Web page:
For my first trip to the Serbian capital, Belgrade, I had a lot of preconceived ideas and stereotypes in my mind as to what the city would be like. I was continually surprised throughout my whole trip. Let me just say—Belgrade is SO COOL.

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Belgrade suffered extensive bombing by NATO forces in 1999, and in general Serbia as a whole has a reputation as still being in ruins. This is absolutely not the case! While you can still see some bombed buildings (some buildings are purposely left in ruins as a memorial, I believe), Belgrade has been reconstructed. One of the things that surprised me the most was how many parks and green spaces there were throughout the city, as well as lots of fountains.

The other thing that surprised me about Belgrade was just how lively the city is. Belgrade is HOPPIN’—especially on a Friday night. The city really comes alive as everyone takes to the streets to walk around, shop, relax, eat, see and be seen, and of course (the Serbian national pastime if there ever was one): smoke.

I definitely did not have enough time to explore Belgrade—and I absolutely know it is a city I’ll be returning to. I’d give yourself at least a full weekend to discover everything Belgrade has to offer. If you’re quick on time, here’s a list of sites you shouldn’t miss:

Kalemegdan Fortress is one of Belgrade’s biggest attractions. The fortress has been fought over for centuries, and changed rulers many times. You can wander around the fortress and park (for free!), and enjoy the views: the fortress overlooks the confluence of the Danube and Sava rivers.

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Knez Mihailova Street is the main pedestrian street in Belgrade. It is the happening place to be—this is where you come to see and be seen. It’s lined with shops, cafes, restaurants, and some historical buildings.

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Republic Square (right off of Knez Mihailova Street) is where you’ll find the National Museum (unfortunately closed), and the monument of Knez Mihailo.

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St. Sava’s Church is the largest Serbian Orthodox church, and one of the largest Orthodox churches in the world. You absolutely can’t miss a visit to this massive, beautiful building. The interior was under construction during my visit, but you can still feel the vastness regardless.

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Tasmajdan is a large park in Belgrade, with fountains, a swimming pool, and an open-air gym. There is a poignant monument to the children killed in the 1999 bombing of Belgrade in the middle of the park. There is also a memorial for the victims of the 1999 RTS (Radio Television of Serbia) bombing nearby.

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St. Mark’s Church is another Orthodox church, located at the far end of Tasmajdan. It is one of the biggest Orthodox landmarks after St. Sava’s Church.

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The Yugoslav Ministry of Defense building was severely damaged during the 1999 bombing of Belgrade, and remained in ruins for many years. Construction has begun on the building, although I’m not sure what it will turn in to. (There are other buildings ruins that were damaged by bombs in the nearby area.)

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Flowers at the entrance of the Yugoslav Ministry of Defense building // Belgrade, Serbia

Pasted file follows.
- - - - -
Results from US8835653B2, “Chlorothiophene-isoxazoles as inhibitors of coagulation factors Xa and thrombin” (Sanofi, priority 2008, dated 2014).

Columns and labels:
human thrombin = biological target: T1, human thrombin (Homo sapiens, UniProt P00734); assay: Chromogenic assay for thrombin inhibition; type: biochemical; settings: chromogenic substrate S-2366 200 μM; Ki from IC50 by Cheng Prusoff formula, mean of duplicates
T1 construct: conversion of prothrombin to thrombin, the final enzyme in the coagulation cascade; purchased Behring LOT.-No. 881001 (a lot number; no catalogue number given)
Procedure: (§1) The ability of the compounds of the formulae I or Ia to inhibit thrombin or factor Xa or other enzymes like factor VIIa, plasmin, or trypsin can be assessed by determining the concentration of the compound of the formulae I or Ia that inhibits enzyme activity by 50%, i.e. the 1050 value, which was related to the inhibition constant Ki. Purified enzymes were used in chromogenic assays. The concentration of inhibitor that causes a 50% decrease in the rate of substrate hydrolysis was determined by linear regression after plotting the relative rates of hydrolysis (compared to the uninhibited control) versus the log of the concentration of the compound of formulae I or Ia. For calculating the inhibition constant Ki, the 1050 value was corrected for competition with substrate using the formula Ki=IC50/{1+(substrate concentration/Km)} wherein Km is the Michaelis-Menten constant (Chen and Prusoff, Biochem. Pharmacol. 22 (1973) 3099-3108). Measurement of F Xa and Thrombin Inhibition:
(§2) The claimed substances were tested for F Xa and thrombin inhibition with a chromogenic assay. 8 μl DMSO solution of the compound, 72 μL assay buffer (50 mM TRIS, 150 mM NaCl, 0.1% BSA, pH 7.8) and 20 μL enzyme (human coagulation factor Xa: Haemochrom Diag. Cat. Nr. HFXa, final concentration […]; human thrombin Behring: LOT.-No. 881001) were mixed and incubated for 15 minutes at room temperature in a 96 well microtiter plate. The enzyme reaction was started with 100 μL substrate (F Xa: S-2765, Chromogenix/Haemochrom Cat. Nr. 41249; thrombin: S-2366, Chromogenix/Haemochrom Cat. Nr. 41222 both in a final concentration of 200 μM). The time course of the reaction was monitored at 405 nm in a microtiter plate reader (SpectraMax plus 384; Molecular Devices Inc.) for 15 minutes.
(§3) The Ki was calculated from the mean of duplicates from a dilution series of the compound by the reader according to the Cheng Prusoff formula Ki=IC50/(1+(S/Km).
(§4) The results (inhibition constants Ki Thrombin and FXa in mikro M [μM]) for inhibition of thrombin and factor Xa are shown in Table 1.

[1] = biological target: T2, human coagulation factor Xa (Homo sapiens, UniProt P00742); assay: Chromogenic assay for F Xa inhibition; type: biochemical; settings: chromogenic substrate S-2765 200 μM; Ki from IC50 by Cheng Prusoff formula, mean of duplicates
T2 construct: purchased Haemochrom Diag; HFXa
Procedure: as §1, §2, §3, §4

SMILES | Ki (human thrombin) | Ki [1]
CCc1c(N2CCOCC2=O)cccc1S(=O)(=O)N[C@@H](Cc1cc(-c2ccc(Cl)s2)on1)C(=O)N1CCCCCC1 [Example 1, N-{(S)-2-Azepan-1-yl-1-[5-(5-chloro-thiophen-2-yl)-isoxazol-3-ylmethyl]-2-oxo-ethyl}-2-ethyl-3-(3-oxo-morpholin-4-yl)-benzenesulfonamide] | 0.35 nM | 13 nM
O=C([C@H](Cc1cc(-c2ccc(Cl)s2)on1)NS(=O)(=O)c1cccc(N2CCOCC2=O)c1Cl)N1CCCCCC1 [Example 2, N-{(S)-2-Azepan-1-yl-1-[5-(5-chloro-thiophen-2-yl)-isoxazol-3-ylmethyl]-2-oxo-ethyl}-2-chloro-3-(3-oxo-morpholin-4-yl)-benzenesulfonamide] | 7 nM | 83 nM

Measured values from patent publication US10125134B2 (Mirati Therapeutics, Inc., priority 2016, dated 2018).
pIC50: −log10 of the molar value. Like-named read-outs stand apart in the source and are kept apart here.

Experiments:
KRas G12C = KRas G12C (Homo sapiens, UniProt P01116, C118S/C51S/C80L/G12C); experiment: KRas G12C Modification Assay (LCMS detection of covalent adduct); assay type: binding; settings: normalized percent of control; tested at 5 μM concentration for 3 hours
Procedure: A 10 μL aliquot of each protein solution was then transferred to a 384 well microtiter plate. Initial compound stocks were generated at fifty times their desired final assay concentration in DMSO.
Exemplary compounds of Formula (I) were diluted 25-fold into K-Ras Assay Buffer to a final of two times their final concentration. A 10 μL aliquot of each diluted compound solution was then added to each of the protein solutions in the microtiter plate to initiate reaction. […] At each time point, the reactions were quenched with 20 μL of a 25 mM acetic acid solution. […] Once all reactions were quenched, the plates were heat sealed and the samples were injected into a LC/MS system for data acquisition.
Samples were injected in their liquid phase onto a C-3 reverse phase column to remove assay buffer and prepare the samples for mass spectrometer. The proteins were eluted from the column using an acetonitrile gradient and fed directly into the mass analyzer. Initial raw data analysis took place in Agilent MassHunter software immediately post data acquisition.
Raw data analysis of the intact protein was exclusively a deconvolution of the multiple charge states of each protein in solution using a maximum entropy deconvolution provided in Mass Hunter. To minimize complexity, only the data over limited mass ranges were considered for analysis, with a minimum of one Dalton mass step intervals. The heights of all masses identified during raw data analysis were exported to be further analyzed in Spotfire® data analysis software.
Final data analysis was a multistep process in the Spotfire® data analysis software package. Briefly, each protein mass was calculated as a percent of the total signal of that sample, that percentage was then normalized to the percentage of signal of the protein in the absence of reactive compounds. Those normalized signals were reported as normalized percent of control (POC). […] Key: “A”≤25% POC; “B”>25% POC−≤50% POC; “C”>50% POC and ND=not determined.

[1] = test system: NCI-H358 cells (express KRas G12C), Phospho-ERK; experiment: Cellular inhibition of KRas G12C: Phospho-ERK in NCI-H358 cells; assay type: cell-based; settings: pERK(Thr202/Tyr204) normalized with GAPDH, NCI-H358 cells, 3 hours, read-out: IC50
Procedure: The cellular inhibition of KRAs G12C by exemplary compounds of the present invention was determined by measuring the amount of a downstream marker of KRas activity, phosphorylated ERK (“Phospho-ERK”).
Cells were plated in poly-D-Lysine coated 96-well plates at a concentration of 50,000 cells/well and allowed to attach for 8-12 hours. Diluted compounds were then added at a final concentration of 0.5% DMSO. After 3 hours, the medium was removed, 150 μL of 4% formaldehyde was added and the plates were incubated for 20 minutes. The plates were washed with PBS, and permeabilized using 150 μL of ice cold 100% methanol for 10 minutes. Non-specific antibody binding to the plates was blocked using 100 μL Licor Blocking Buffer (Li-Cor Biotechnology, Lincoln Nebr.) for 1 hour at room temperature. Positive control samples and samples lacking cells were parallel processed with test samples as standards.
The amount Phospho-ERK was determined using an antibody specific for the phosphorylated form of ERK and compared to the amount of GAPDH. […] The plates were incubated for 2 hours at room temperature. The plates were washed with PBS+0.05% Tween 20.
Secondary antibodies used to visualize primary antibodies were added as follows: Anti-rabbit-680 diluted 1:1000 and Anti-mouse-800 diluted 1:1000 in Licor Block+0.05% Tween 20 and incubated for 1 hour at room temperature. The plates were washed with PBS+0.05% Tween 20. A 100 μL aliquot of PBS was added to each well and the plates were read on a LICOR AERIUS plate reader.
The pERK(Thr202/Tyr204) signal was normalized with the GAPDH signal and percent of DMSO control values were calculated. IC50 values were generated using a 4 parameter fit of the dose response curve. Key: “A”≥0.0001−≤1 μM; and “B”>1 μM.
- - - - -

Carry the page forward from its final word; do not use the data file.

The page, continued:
Belgrade is also famous for its nightlife—some of the best parties in Europe take place here! After hitting up a Serbian rock club on a Friday night, I can only agree. I have no idea where I went (sorry not sorry), but it’s always a safe bet to ask a local for a recommendation. You won’t regret it!

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I daytripped to Novi Sad during my stay in Belgrade, which is about 1.5 hours away by bus. While the Petrovaradin Fortress was cool, there wasn’t much else to see. The fortress was also a 1.5 hour walk away from the bus station, which I wish I had known in advance. Overall, it was interesting to see more of Serbia, but I wish I had spent more of my limited time exploring Belgrade.

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The Basics: Belgrade is a city of 1.35 million people. Serbia is not a member of the EU, and does not recognize Kosovo as an independent country. The currency is Serbian dinar—even though prices might be shown in Euros, you’ll pay in dinar. I was a little surprised at how many people (especially young people) spoke exceptional English. The official language is Serbian, and many things (especially street signs) are often written in both Cyrillic and Latin alphabets.

Getting Around: Belgrade has a large network of trams and buses. I never took public transportation—I found most everything to be within walking distance in the city center.

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Where I Stayed: I stayed at Hostel Bongo, which is possibly one of the nicest hostels I’ve ever stayed in. I simply can’t say enough good things about it—if you’re going to Belgrade, STAY HERE! Check out my full review here.

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Belgrade really surprised me as a city. It is completely underrated as a European capital, undoubtedly due to the lasting impression of the wars. The conflicts in the Balkans are profound. The scars are deep. The wars in the 1990s are by no mean forgotten, and countries and people of all religions still clash when old tensions rise. I can only recommend going and seeing for yourself—only then can you get a real picture of the Serbia and Belgrade of today.

Have you ever visited Belgrade or Serbia? What did you think?